ANNE and TASH'S TRIP travel blog

 

 

 

 

 


Tuesday

Pierce

We left from the Gard du Nord by about 9 am, on the TGV to Lille, having first successfully run the gauntlet of the Metro. We were on our way to the Chapelle-d'Armentieres Old Military Cemetery, La Chapelle-d'Armentieres, Nord, France. Our great uncle, who was also Tashie's great-great uncle, Pierce McEncroe, had been laid to rest there during the First World War.

The journey north was untoward. We were a bit dismayed to find the weather overcast as the morning progressed. After two days sweltering in the humidity, it was a reminder of how quickly the weather changes in this part of the world; however, as the day unfolded it mirrored our feelings.

The people on the station at Lille directed us to the train for Armentieres, and we arrived there within the hour. A local taxi driver was unable to take us to the cemetery, as he had a "course" to attend, but he called a colleague for us, and we were soon underway.

Norm Wells of the Army Museum in Perth had been a tower of information before we left, and we soon found the cemetery. As with all military cemeteries, the grounds were beautifully maintained, the green grass cut and edges trimmed, the headstones immaculately white, the Great Cross at one end and the Stone at the side.

However, we could not work out the system of numbering. The taxi was waiting. The weather was deteriorating. I had almost given up looking. Suddenly, Tashie gave a cry of joy. She had found our relative. The code we had received faced one way and the headstones the other. It was all so easy in the end.

We had worked out a little service to follow for both brothers; at home we had been in tune with preparations for the coming Anzac Day, next week. We quickly put our plan into action.

At first, we contemplated the sacrifice Pierce had made. Then we rolled out the large Australian flag we had brought, to cover the soil in which he was resting. The wind frisked about the edges, making it necessary to weigh it down. We had a tiny Australian flag and a tiny French flag from home. Mandy and Simone used them to decorate the house for our going away party. We also had a gum leaf, one only, which my sister, Cathie, had collected in the bush outside Perth during one of her bushwalks. We lay these close to the headstone.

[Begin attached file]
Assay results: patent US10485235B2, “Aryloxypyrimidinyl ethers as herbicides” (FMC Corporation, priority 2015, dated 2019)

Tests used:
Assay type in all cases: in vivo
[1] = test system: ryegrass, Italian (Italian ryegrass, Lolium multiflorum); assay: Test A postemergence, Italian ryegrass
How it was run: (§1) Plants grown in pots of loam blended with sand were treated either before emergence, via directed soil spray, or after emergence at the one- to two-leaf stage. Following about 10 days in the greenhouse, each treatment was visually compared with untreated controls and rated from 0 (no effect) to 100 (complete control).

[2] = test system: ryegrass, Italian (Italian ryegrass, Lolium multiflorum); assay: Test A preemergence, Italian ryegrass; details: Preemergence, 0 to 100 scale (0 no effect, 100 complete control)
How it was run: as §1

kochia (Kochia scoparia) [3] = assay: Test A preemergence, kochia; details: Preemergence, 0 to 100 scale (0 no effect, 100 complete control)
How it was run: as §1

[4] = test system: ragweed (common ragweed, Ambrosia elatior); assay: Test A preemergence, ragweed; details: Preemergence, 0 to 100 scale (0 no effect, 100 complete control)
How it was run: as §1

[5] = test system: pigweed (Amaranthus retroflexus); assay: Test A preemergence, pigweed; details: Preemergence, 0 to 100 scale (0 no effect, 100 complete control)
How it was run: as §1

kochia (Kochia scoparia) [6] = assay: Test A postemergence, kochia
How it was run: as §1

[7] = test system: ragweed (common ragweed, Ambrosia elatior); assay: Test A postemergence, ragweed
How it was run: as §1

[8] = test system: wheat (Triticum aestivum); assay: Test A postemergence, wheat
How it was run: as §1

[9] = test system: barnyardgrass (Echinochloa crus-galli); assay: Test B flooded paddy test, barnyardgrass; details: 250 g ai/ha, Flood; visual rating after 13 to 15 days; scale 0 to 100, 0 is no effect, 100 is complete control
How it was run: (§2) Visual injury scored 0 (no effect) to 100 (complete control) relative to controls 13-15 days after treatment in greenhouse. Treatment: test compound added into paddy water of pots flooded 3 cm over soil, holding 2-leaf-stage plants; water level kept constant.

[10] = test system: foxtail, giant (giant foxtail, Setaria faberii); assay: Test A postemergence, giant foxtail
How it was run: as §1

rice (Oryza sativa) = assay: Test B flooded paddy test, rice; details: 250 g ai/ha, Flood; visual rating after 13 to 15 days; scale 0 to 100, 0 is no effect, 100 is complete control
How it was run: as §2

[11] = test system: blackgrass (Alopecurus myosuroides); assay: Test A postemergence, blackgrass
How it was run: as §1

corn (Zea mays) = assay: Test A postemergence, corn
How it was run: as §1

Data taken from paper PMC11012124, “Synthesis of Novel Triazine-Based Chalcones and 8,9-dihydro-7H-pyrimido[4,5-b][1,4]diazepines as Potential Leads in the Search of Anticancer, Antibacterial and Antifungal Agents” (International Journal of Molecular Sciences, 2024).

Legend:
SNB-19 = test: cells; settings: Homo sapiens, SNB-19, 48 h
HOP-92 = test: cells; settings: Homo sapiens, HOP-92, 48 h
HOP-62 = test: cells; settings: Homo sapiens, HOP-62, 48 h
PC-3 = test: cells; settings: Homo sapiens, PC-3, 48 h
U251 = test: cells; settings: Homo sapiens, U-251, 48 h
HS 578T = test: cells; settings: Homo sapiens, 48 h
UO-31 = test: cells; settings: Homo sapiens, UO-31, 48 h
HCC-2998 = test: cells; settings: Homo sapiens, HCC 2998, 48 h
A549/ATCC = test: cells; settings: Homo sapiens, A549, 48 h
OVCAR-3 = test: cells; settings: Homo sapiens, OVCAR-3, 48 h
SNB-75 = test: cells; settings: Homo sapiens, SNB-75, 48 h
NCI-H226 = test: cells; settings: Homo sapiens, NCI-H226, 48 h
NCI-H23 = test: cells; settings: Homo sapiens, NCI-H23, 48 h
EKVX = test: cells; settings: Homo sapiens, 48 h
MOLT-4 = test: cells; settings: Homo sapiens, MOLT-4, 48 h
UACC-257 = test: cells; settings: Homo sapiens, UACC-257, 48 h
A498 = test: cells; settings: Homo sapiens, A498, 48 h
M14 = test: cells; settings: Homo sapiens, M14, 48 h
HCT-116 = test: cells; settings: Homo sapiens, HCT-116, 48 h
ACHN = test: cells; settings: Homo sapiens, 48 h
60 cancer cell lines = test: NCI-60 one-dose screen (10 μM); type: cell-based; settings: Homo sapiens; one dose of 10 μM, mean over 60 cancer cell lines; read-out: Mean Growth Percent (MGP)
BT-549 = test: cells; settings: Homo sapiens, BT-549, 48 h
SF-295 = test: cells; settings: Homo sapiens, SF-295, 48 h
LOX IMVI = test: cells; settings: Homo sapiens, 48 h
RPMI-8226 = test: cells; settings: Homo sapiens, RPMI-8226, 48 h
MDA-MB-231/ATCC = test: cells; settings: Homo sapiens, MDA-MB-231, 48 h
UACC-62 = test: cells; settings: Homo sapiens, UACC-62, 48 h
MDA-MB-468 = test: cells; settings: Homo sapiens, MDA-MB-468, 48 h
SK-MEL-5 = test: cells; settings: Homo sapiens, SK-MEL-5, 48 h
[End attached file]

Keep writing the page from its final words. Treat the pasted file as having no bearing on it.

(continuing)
We said the Our Father aloud, and then had a few minutes' silence before saying the words of Lest We Forget from For The Fallen by Binyon:

They shall not grow old, as we that are left grow old.

Age shall not weary them, nor the years condemn

At the going down of the sun, and in the morning

We will remember them.

We took some photos, and contemplated the sorrows of all the other families whose loved ones lay with our boy. He was only twenty one years of age when he died, and the others were not much older. The poignancy of the headstones marked "Known Only To God," or "An Unknown Soldier" was overwhelming.

Reluctantly, we left him there; Pierce McEncroe, the writer of letters, his teasing tones still evident on paper after all these years, in letters he had written in his beautiful calligraphic hand only weeks before his death. Our Aunty Agnes had treasured letters from both brothers, and cherished them for years. They are now in the Army Museum in Fremantle.

Pierce McEncroe, our relative, of whom we are so proud. We left our little tokens, furled our large flag and departed.

Francis

And so, we tossed up whether or not we could continue. Francis McEncroe is interred in a cemetery near Albert, involving several train trips to reach. We decided to push on, and returned on the train to Lille. From there, we took another to Albert, and arrived in the little town a bit after one o'clock. The tourist bureau was closed until one thirty, so we sat in the town square, and ate our lunch amongst the dazzling flowerbeds, full of spring flowers. Flags danced at the mast head, including one from Picardy, one from Albert, and one saying simply The Somme.